Marked is the first novel in the House of Night vampyre series. It was published in 2007, so I realise I’m a little late jumping on the bandwagon. Sadly, I’m wondering why I bothered at all. There has been a lot of hype surrounding this series, so perhaps I set my expectations a little too high when I started reading, but as I sit here with my fingers hovering over my keyboard I’m lost for positive words.
P.C and Kristen Cast certainly have the right idea, but the execution, in my opinion, is all wrong. In sixteen-year-old Zoey Redbird’s world, vampires (note, with a ‘y’ not an ‘i’) have always existed, and unlike most other vampire novels around at the moment, everyone knows about them. They’re integrated into society, and they even have their own finishing school! Zoey, freshly marked as a fledgling, heads off to the House of Night Finishing School to learn all about being a vampyre.
Vampyre Finishing school isn’t all that different to regular high school. Except classes are at night (because vampyres are naturally nocturnal), and on top of all the regular school stuff, fledglings are required to take classes that will help them harness their powers. Readers follow Zoey as she makes new friends (and enemies) and quickly discovers that her new school is full of very attractive vampyre boys. Suddenly, Zoey feels like she is in high school heaven! But Zoey imprints on her ex-boyfriend, and forms a unique bond with him that is almost impossible to break. Such relationships between human and vampyre for a fledgling of her level are prohibited, however, and our protagonist finds herself in a bit of hot water.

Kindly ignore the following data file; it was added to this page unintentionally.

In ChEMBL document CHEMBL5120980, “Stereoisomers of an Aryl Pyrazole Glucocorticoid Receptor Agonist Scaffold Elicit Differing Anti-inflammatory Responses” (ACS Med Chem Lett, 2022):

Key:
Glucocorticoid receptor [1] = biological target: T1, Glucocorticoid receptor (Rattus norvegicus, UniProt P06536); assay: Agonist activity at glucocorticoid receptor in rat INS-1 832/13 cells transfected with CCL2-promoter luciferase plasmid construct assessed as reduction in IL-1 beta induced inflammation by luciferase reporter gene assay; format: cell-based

The plot is strong and original enough, so I can understand why so many people are drawn to this novel. I had certainly never entertained the idea of a vampyre finishing school before reading this book. The characters, however, are its downfall. Zoey is little more than a two-dimensional cardboard cut-out. She’s tacky, weak and uninspiring. Being inside her head was frustrating and I found it impossible to lose myself in the story. I didn’t feel like I was sharing her experiences with her, and watching her stumble through one predictable situation after the next got tiring.
Heath – Zoey’s human imprint – displays no remarkable character traits whatsoever. He’s dopey, lazy and is definitely not the kind of boy you’d want as a boyfriend. Apart from the fact that he’s Zoey’s imprint, as an individual character he adds almost nothing to the narrative flow. It would have made for a much more interesting read if Zoey had imprinted on someone with enough brains to actually create some kind of trouble. Heath, however, reminds me a little of a loyal dog: always there, but achieves very little.
On the plus side, the cover art for this book is spectacular. The picture attached to this review does not do it justice. It is simple, yet incredibly eye catching and lures the potential reader into thinking that its pages hold a dark and chilling mystery. Sadly, cover art can be very misleading and this is a perfect of example of why we should never judge a book by its cover.